Acute hemorrhoidal crisis results from prolapse, incarceration, and thrombosis of internal or external hemorrhoids. Treatment can range from observation to outpatient treatment, which is limited to excision of symptomatic quadrants, or inpatient surgery, which can include multiple quadrant hemorrhoidectomy. While emergency hemorrhoidectomy has complications rates that are similar to elective surgery, the degree of hemorrhoid excision during an acute crisis depends on the patient's disease burden and overall state of health. If a patient has both internal and external components of thrombosis and prolapse, an extensive hemorrhoid excision is associated with increased rates of anal stenosis. Alternatively, limited hemorrhoidectomy in the setting of isolated external thrombosis may leave hemorrhoidal disease untreated and allow for recurrence of an acute crisis. In addition, certain patient populations suffer from increased rates of hemorrhoid disease or may be at increased risk for surgical intervention. Treatment strategies should include consideration of these variables before a specific treatment course is recommended. Overall, hemorrhoidectomy during acute hemorrhoidal crises can result in rapid relief of symptoms. The extent of hemorrhoidectomy may be limited to symptomatic quadrants with further elective surgical intervention if required.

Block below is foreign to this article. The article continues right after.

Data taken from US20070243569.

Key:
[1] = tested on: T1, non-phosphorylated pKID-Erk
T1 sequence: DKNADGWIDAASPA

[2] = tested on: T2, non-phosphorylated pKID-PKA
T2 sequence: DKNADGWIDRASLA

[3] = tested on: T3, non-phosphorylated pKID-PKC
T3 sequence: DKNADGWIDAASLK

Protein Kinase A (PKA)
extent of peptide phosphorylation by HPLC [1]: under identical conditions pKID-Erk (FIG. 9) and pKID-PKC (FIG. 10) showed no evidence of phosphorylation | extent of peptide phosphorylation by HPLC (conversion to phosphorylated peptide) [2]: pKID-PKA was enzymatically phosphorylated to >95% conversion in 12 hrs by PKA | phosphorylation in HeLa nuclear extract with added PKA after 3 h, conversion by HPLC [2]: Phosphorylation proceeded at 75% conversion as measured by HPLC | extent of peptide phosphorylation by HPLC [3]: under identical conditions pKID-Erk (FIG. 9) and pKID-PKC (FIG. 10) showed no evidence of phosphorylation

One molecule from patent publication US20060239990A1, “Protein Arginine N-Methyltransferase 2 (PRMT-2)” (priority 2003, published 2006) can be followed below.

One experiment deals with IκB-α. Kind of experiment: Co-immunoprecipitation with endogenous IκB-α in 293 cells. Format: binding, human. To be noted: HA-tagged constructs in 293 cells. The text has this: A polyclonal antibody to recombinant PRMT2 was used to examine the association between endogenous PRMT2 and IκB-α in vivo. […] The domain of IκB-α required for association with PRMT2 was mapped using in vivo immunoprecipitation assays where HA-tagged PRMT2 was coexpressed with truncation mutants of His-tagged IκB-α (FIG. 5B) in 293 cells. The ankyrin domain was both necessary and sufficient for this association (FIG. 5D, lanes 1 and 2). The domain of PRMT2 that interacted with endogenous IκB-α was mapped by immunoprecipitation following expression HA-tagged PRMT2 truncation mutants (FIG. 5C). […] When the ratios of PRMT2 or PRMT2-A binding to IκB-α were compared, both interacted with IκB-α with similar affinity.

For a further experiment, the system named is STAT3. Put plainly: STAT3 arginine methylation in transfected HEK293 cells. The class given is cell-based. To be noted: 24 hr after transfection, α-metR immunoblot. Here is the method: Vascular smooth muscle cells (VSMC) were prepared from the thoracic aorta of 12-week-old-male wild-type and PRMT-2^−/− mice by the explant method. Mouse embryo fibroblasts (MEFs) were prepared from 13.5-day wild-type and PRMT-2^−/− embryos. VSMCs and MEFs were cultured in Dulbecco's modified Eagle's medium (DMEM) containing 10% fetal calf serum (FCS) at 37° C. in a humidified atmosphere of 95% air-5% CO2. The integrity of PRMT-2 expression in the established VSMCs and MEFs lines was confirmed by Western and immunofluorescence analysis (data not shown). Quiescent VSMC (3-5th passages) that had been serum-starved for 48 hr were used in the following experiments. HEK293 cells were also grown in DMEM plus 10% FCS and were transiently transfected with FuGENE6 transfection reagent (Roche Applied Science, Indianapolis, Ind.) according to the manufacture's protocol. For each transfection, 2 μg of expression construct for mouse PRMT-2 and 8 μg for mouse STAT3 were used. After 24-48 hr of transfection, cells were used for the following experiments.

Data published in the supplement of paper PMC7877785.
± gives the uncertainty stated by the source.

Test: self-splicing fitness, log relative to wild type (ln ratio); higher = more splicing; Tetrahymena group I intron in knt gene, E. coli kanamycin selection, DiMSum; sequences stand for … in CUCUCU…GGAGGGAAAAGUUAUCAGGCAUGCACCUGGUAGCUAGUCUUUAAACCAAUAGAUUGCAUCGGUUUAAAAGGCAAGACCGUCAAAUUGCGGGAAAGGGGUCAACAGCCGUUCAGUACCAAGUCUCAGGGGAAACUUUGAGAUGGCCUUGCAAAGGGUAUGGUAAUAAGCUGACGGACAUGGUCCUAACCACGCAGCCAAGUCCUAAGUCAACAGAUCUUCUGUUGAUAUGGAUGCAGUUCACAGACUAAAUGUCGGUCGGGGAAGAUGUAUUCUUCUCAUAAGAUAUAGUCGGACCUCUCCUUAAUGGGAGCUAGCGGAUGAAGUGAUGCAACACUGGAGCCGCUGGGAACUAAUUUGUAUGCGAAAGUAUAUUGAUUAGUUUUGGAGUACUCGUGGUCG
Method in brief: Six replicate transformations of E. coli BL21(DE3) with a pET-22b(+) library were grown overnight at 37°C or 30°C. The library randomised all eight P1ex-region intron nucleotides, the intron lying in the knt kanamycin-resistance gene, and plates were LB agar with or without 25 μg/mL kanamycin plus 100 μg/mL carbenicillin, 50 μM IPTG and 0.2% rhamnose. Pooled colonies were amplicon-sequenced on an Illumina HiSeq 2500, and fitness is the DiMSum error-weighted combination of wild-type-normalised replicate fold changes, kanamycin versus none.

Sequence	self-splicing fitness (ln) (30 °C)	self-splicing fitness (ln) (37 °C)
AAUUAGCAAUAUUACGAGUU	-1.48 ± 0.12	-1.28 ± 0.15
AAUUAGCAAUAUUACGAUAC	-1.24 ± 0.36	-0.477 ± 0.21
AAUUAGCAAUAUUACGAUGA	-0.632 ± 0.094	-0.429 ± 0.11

ASJC Scopus subject areas